Brawn before brains in placental mammals after the end-Cretaceous extinction

Ornella Bertrand, Sarah Shelley, Thomas E. Williamson, John R. Wible, Stephen G. B. Chester, John J. Flynn, Luke T. Holbrook, Tyler R. Lyson, Jin Meng, Ian M. Miller, Hans Puschel Rouliez, Thierry Smith, Michelle Spaulding, Z. Jack Tseng, Steve Brusatte

Research output: Contribution to journalArticlepeer-review

Abstract / Description of output

Mammals are the most encephalized vertebrates, with the largest brains relative to body size. Placental mammals have particularly enlarged brains, with expanded neocortices for sensory integration, the origins of which are unclear. We used computed tomography scans of newly discovered Paleocene fossils to show that contrary to the convention that mammal brains have steadily enlarged over time, early placentals initially decreased their relative brain sizes because body mass increased at a faster rate. Later in the Eocene, multiple crown lineages independently acquired highly encephalized brains through marked growth in sensory regions. We argue that the placental radiation initially emphasized increases in body size as extinction survivors filled vacant niches. Brains eventually became larger as ecosystems saturated and competition intensified.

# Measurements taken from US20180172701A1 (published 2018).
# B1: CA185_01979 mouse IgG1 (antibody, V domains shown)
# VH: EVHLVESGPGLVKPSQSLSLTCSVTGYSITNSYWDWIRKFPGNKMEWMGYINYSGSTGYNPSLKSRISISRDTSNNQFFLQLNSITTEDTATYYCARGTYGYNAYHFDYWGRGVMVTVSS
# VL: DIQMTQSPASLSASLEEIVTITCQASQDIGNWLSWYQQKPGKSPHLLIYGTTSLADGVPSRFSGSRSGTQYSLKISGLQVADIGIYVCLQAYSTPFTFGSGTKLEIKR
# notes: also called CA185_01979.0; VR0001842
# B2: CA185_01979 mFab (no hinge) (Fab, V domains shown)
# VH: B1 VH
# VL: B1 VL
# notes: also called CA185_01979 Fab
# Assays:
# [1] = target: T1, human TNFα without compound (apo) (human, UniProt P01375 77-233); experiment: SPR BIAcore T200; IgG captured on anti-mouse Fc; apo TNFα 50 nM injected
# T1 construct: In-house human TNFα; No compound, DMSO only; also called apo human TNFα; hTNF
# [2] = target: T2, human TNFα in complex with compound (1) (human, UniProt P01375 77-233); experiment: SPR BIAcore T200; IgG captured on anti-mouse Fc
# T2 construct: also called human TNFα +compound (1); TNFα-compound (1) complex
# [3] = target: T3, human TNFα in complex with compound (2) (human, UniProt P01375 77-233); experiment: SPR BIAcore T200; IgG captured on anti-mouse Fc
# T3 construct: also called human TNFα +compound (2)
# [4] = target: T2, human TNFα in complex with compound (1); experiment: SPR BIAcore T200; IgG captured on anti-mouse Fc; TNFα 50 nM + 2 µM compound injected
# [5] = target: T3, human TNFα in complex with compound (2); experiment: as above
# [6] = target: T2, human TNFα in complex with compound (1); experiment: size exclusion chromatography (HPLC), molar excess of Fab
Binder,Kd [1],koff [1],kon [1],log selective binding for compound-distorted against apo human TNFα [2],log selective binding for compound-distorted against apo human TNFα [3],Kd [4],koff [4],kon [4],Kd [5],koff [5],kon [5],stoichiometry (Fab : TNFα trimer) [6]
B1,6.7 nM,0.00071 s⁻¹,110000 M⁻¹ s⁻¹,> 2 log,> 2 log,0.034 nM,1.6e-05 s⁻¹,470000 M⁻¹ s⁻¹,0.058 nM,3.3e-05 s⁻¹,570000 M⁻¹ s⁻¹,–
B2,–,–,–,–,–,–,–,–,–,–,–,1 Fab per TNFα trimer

Original languageEnglish
Pages (from-to)80-85
Issue number6588
Publication statusPublished - 1 Apr 2022


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